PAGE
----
Twelth International Conference on Hunting and Gathering Societies (CHAGS XII), Universiti Sains Malaysia, Penang, Malaysia, 23.-27. Juli 2018
WAYS OF THE HUNTING DOG: THE GERMAN PRESSURE HUNT FROM ONE ANIMAL’S PERSPECTIVE
Thorsten Gieser, University of Koblenz-Landau, Germany
In this paper I explore hunting in Germany as a multi-species engagement from a (anthropologically) de-centralised perspective by asking, what does one particular hunting dog (called Jakko) do?
Key words (3): human-animal relations, situation, hunting
In this paper I question the assumption that the philosophical and archaeological/anthropological ideas about the exceptional status of humans vis-à-vis animals are characteristic of the so-called ‘Western’ societies in general. Rather than proofing that Western relations to animals are estranged, the lived reality of hunting practices reveals how different human and nonhuman animals correspond with each other. Taking the example of pressure hunts in Germany I show how animals act and interact as sentient and intentional beings and are treated as such by the human hunters. Instead of starting such an inquiry with the question, what do hunters actually do? (Ingold 2000), I ask, what does one particular hunting dog (called Jakko) do? By presenting him in four ‘hunting situations’ (Widlok, 2016; Gieser, forthcoming), different dimensions of the pressure hunt are revealed: hunting with humans, hunting with other dogs, searching for game, and chasing, fighting and killing game. Thereby I explore hunting as a multi-species engagement from a (anthropologically) de-centralised perspective that takes an ‘anthropology beyond the human’ (Ingold 2013) seriously.
Gieser, Thorsten (forthcoming). Killing a wounded sow: a phenomenological approach to a problematic hunting situation. In: Thiemo Breyer & Thomas Widlok (eds.). The Situationality of Human-Animal Relations: Perspectives from Anthropology and Philosophy. Bielefeld:transcript
Ingold, Tim (2000). Perception of the environment: essays in livelihood, dwelling and skill. London: Routledge
Ingold, Tim (2013). Anthropology beyond humanity. Suomen Antropologi: Journal of the Finnish Anthropological Society 38 (3): 5-23
Widlok, Thomas (2016). Hunter-Gatherer situations. Hunter-Gatherer Research 2 (2): 127-143
Dieser Vortrag ist Teil des Panels
(P19) The animal “other”: encounters with non-human animals in the past and the present
Convenors: Anna Fagan, The University of Melbourne; Ran Barkai, Tel-Aviv University
Discussants: Paul Tacon, Griffith University; Anna Fagan, The University of Melbourne; Ran Barkai, Tel-Aviv University
Abstract: The commodification and estrangement of animals that underpins Western environmental relations has seriously impacted how we conceive of non-human agency, interspecies relations, and ecological concerns. Our session seeks to move beyond anthropocentrism, functionalism, and representationalism to build more critical understandings of animal others and the complex ways in which they co-shape worlds.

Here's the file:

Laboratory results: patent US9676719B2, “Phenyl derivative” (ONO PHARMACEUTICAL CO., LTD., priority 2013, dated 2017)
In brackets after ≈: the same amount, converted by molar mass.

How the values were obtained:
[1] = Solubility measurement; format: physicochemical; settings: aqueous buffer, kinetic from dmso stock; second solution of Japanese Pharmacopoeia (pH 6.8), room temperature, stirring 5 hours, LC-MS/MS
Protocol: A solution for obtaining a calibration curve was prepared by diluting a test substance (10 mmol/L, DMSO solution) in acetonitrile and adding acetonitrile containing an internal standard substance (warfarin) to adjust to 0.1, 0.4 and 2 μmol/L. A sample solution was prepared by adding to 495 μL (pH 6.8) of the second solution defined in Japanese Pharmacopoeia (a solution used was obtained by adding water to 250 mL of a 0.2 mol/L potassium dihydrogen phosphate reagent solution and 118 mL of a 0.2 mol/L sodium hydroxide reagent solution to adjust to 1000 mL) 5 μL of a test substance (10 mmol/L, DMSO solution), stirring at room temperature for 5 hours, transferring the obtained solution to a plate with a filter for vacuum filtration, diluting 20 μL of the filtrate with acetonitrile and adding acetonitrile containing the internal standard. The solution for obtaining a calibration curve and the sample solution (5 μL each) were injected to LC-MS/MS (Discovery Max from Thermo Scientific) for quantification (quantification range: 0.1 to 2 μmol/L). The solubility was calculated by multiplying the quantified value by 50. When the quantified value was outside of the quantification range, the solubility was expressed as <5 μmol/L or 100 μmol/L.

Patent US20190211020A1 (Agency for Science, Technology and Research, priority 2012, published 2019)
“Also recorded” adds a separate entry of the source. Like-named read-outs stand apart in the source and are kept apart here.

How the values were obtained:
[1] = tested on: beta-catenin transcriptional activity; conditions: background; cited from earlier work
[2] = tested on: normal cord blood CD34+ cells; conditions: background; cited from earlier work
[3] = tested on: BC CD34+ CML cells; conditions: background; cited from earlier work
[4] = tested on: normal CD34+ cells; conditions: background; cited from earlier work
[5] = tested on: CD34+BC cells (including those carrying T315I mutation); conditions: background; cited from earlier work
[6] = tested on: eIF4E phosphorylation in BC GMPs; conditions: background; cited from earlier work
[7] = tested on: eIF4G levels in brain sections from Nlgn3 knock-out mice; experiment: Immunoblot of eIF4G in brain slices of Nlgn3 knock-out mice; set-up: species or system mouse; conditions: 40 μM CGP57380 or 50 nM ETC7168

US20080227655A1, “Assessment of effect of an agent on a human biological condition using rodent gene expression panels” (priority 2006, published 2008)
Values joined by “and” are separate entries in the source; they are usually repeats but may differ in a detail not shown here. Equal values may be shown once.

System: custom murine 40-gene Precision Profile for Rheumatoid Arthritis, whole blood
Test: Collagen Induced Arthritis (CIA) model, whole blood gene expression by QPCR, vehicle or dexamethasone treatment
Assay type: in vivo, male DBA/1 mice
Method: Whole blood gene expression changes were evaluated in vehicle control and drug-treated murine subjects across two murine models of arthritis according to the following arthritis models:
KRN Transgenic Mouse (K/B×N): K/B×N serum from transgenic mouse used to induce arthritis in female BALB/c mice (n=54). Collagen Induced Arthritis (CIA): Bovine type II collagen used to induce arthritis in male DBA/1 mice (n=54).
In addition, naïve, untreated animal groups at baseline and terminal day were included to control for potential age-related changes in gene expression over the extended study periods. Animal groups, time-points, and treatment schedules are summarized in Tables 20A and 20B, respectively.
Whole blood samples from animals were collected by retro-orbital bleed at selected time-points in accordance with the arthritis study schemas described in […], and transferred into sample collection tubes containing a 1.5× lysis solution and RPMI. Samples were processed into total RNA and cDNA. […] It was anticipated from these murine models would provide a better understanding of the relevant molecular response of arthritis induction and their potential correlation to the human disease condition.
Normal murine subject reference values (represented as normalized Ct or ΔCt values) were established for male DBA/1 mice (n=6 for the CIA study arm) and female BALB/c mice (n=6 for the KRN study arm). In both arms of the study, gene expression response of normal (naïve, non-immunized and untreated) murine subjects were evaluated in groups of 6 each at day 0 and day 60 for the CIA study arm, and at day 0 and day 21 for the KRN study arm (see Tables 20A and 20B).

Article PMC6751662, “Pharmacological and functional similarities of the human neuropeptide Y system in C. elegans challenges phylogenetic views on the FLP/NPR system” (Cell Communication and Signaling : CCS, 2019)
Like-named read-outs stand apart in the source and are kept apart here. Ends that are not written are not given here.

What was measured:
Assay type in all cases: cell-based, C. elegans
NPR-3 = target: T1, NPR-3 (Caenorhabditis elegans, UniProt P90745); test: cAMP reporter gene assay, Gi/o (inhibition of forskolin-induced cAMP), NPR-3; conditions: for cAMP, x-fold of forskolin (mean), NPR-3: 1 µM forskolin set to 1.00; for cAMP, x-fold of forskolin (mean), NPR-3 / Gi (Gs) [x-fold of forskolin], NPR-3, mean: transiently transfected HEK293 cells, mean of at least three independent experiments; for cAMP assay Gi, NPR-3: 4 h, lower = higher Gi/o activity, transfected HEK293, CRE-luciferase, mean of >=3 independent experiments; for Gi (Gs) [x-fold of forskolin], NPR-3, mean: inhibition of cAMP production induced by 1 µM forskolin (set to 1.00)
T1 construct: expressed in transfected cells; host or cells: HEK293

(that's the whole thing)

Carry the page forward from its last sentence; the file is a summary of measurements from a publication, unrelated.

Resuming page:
Keywords: ontology, perspectivism, human-animal relations, animism, vitality
The utilitarian conception and taxonomic separation of animals inherent in Western philosophy and archaeological theory has seriously impacted how we conceive of non-human agency, interspecies relations, and political and ecological concerns. Indeed, the commodification and estrangement of animals that underpins current Western environmental relations is but a recent and culturally contingent phenomenon, derived from prevailing economic changes that originated in early modern Europe. However, coinciding with the understandings of indigenous peoples from across the globe, recent theoretical perspectives in the social sciences have interrogated the Euro-modern divide between nature and culture and the objectification of non-humans. Many indigenous peoples consider animals as potentially persons with sentience and intentionality and continue to fight for their political recognition. Scholastic conceptual developments and indigenous social movements demonstrate that taking other systems of knowledge on equal intellectual terms is not only a matter of political exigency, but also constitutes a more inclusive, reflexive, and critical anthropology and archaeology. Thus, it is the aim of this session to move beyond anthropocentrism, functionalism, subsistence, and representationalist logic to explore multi-species engagements and the complex and nuanced ways in which animals co-shape past and present worlds. In the fields of anthropology and archaeology, we want to reconsider animal hunting, consumption, deposition, treatment, and production. This might involve but is not limited to: the use of animal skins and artefacts to gain their perspectives or harness their effective action; their depiction in iconography along with images of hybridity, transformation, and animal perception; the potentially existentially risky practices of hunting; and their presence in architecture and burial contexts. Through critical analysis of interspecies relations, engagements, and non-human points-of-view, we hope to build open-ended understandings of animal others. We welcome presentations by indigenous speakers, anthropologists and archaeologists, as well as anyone else with an interesting take.